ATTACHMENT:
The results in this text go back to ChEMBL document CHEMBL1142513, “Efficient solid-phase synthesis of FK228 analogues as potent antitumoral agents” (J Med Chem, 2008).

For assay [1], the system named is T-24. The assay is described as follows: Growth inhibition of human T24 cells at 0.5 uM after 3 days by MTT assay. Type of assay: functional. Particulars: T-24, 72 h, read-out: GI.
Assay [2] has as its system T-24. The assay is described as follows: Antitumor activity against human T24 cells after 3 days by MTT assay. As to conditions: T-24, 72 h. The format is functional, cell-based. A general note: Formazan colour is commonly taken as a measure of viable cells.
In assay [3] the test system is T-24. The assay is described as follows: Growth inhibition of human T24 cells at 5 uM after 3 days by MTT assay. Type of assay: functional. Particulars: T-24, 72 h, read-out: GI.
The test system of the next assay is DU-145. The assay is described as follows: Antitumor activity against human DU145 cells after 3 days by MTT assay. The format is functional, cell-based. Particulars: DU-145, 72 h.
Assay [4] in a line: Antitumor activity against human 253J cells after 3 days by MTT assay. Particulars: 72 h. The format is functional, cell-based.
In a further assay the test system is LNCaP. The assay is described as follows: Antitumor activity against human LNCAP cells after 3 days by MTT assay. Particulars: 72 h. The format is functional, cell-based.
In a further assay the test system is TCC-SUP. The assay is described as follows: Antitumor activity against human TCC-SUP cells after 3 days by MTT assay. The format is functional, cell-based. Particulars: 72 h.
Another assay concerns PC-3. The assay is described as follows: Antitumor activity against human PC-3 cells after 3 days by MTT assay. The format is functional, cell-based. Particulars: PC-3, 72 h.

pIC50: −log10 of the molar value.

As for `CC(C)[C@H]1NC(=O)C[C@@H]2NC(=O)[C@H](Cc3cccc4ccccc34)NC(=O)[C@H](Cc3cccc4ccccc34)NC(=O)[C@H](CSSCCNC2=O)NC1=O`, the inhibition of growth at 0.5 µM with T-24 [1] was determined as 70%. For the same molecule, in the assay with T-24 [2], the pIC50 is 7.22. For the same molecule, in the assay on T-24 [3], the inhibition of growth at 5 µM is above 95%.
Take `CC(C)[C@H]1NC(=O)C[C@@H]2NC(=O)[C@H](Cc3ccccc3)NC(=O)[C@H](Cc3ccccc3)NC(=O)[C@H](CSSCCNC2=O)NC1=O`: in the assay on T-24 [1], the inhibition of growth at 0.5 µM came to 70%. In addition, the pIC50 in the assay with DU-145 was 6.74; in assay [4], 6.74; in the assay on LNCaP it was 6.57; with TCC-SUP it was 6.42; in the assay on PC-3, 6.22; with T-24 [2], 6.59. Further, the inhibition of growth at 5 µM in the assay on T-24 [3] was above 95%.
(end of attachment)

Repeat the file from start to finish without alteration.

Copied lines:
The results in this text go back to ChEMBL document CHEMBL1142513, “Efficient solid-phase synthesis of FK228 analogues as potent antitumoral agents” (J Med Chem, 2008).

For assay [1], the system named is T-24. The assay is described as follows: Growth inhibition of human T24 cells at 0.5 uM after 3 days by MTT assay. Type of assay: functional. Particulars: T-24, 72 h, read-out: GI.
Assay [2] has as its system T-24. The assay is described as follows: Antitumor activity against human T24 cells after 3 days by MTT assay. As to conditions: T-24, 72 h. The format is functional, cell-based. A general note: Formazan colour is commonly taken as a measure of viable cells.
In assay [3] the test system is T-24. The assay is described as follows: Growth inhibition of human T24 cells at 5 uM after 3 days by MTT assay. Type of assay: functional. Particulars: T-24, 72 h, read-out: GI.
The test system of the next assay is DU-145. The assay is described as follows: Antitumor activity against human DU145 cells after 3 days by MTT assay. The format is functional, cell-based. Particulars: DU-145, 72 h.
Assay [4] in a line: Antitumor activity against human 253J cells after 3 days by MTT assay. Particulars: 72 h. The format is functional, cell-based.
In a further assay the test system is LNCaP. The assay is described as follows: Antitumor activity against human LNCAP cells after 3 days by MTT assay. Particulars: 72 h. The format is functional, cell-based.
In a further assay the test system is TCC-SUP. The assay is described as follows: Antitumor activity against human TCC-SUP cells after 3 days by MTT assay. The format is functional, cell-based. Particulars: 72 h.
Another assay concerns PC-3. The assay is described as follows: Antitumor activity against human PC-3 cells after 3 days by MTT assay. The format is functional, cell-based. Particulars: PC-3, 72 h.

pIC50: −log10 of the molar value.

As for `CC(C)[C@H]1NC(=O)C[C@@H]2NC(=O)[C@H](Cc3cccc4ccccc34)NC(=O)[C@H](Cc3cccc4ccccc34)NC(=O)[C@H](CSSCCNC2=O)NC1=O`, the inhibition of growth at 0.5 µM with T-24 [1] was determined as 70%. For the same molecule, in the assay with T-24 [2], the pIC50 is 7.22. For the same molecule, in the assay on T-24 [3], the inhibition of growth at 5 µM is above 95%.
Take `CC(C)[C@H]1NC(=O)C[C@@H]2NC(=O)[C@H](Cc3ccccc3)NC(=O)[C@H](Cc3ccccc3)NC(=O)[C@H](CSSCCNC2=O)NC1=O`: in the assay on T-24 [1], the inhibition of growth at 0.5 µM came to 70%. In addition, the pIC50 in the assay with DU-145 was 6.74; in assay [4], 6.74; in the assay on LNCaP it was 6.57; with TCC-SUP it was 6.42; in the assay on PC-3, 6.22; with T-24 [2], 6.59. Further, the inhibition of growth at 5 µM in the assay on T-24 [3] was above 95%.